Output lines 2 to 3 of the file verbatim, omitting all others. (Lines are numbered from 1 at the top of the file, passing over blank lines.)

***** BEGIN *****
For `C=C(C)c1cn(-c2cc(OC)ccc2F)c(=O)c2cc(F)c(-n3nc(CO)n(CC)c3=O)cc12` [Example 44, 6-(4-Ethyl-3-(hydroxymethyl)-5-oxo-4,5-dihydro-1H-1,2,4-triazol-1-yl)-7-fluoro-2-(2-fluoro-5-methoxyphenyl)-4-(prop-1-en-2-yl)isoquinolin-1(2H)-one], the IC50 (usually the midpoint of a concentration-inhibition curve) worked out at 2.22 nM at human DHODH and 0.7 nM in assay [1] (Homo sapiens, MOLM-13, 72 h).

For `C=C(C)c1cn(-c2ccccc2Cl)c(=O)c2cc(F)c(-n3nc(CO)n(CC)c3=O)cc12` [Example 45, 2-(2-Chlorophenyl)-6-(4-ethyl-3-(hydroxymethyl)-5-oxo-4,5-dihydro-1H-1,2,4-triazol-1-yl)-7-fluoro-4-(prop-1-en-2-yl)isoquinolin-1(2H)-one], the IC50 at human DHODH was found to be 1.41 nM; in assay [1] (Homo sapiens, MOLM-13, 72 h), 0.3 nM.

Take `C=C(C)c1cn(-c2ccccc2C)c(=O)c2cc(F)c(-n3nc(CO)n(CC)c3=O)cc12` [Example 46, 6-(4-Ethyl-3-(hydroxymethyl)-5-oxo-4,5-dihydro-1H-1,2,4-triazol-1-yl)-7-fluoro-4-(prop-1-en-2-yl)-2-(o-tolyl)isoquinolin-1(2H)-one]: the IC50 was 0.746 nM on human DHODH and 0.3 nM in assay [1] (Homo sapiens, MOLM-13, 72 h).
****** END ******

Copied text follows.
For `C=C(C)c1cn(-c2ccccc2Cl)c(=O)c2cc(F)c(-n3nc(CO)n(CC)c3=O)cc12` [Example 45, 2-(2-Chlorophenyl)-6-(4-ethyl-3-(hydroxymethyl)-5-oxo-4,5-dihydro-1H-1,2,4-triazol-1-yl)-7-fluoro-4-(prop-1-en-2-yl)isoquinolin-1(2H)-one], the IC50 at human DHODH was found to be 1.41 nM; in assay [1] (Homo sapiens, MOLM-13, 72 h), 0.3 nM.

Take `C=C(C)c1cn(-c2ccccc2C)c(=O)c2cc(F)c(-n3nc(CO)n(CC)c3=O)cc12` [Example 46, 6-(4-Ethyl-3-(hydroxymethyl)-5-oxo-4,5-dihydro-1H-1,2,4-triazol-1-yl)-7-fluoro-4-(prop-1-en-2-yl)-2-(o-tolyl)isoquinolin-1(2H)-one]: the IC50 was 0.746 nM on human DHODH and 0.3 nM in assay [1] (Homo sapiens, MOLM-13, 72 h).